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Session 4

Welcome to The Teachers’ Room. The show all about teaching practice. Grab a cup of coffee, pull up an armchair and relax. Learn something new, remember something fundamental or just have a giggle.

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    Activity 1

Activity 1

The Teachers' Room

Collaborative Writing 2

Dan and Sian talk about helping students write collaboratively

Watch the video and complete the activity


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TTR 22 Teaser TTR 20 Teaser Lingohack: 28 June: Image with headlines/Getty


Collaborative Writing 2: Writing
Getting students to write collaboratively is a good way of getting them used to the writing process, helping them develop their techniques and building their confidence before they try it alone. It also allows for better generation of ideas since many students will be able to contribute.  

This is a variation on a passing type writing game. First, set up the style and topic of the writing, e.g. an informal letter to a friend, or a personal statement for a job. Then allow students to begin. After a few minutes of writing, say ‘SEND’. At this cue students must stop writing immediately- even if they are mid-word – and pass the paper to the next group, receiving a new paper in turn. The group must then review what has already been written and correct any errors that they find. Then continue the writing. Keep going until the writings are complete.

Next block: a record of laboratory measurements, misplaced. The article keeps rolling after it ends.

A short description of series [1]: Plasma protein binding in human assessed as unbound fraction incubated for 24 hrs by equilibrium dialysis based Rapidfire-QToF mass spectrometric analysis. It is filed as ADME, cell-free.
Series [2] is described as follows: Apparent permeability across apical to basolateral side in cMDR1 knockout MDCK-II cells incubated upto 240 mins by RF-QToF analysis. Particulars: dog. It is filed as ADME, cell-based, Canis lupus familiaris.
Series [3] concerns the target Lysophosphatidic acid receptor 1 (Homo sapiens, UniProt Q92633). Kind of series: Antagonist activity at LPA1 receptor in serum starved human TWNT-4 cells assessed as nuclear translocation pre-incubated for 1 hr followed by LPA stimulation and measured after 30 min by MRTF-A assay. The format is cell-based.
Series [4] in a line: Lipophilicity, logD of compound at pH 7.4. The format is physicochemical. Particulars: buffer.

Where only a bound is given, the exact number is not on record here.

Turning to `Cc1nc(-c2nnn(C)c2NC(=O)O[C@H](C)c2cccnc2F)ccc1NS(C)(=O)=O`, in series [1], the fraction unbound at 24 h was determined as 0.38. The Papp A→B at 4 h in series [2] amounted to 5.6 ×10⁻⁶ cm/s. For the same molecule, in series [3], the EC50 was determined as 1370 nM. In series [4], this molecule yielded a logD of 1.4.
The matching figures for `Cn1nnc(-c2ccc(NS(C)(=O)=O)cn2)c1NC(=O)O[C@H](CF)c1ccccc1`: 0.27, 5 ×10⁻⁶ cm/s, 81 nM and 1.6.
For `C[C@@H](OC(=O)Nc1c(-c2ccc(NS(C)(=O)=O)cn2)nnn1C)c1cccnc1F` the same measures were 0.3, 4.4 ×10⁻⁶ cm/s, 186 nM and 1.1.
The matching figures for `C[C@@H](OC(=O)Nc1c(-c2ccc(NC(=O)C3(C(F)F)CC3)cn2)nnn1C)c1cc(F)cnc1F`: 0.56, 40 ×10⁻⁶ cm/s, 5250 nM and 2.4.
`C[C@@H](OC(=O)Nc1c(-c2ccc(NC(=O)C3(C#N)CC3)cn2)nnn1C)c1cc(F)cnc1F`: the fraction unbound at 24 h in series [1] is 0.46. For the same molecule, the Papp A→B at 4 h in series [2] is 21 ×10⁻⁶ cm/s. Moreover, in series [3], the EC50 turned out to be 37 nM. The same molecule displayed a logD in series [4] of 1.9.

Speech off, pens on
This is great for getting students used to communicating succinctly in short messages, such as in text messages or on the internet. It’s also a great opportunity to teach and practise ways of shortening messages through contractions, substitution, elision and other methods. First, give students something to communicate about or discuss and a large piece of paper. Then forbid them to talk. Play some music if you like, and have them communicate only by writing to each other using the paper- simulating an exchange of messages. Once the task is complete, you can review the relevant language that has emerged or choose examples to demonstrate how substitution works etc.

Step by step
This is a good place to start for lower level learners since sentences tend to be shorter and simpler with instructions. It’s also a great way to teach conjunctions and ordering words to help them structure their writing. Get students to write a ‘how to’ guide for a simple task, e.g. how to make a cup of tea. This forces them to generate their ideas, break them down into steps, order them and write them. To make it more difficult, change the topic – how to fall in love could be quite tricky to explain!

To do

Try our quiz to see if you've picked up our tips.

The Teachers' Room Quiz

4 Questions

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Get involved

Well, those were just a few ideas that we here at BBC Learning English had, but we know that you teachers out there have lots of fantastic ideas too, and we’d like you to share them with us and everybody else.

If you have a great tip or technique about teaching writing, or anything else, please email us at learningenglish@bbc.co.uk. Your email could be posted here on this page, or may even be mentioned in our show.

We are also looking for video tips to include in the programme. You could be rewarded with a T-shirt for your efforts.

End of Session 4

Next up is Learners' Questions. Niki from Hungary has a question about the past perfect tense - and Dan's here with the answer! Join us in Session 5 to find out more.

Session Vocabulary

  • Collaborative Writing 2: Writing

    • Send
    • Speech off, pens on
    • Step by step